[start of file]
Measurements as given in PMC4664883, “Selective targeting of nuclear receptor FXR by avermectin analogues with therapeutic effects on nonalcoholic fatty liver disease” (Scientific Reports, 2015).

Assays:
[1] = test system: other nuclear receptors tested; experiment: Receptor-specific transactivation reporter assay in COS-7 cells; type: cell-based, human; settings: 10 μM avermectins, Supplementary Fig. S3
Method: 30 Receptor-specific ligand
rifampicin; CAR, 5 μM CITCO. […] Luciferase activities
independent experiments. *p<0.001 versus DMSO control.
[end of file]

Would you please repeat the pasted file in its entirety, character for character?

Measurements as given in PMC4664883, “Selective targeting of nuclear receptor FXR by avermectin analogues with therapeutic effects on nonalcoholic fatty liver disease” (Scientific Reports, 2015).

Assays:
[1] = test system: other nuclear receptors tested; experiment: Receptor-specific transactivation reporter assay in COS-7 cells; type: cell-based, human; settings: 10 μM avermectins, Supplementary Fig. S3
Method: 30 Receptor-specific ligand
rifampicin; CAR, 5 μM CITCO. […] Luciferase activities
independent experiments. *p<0.001 versus DMSO control.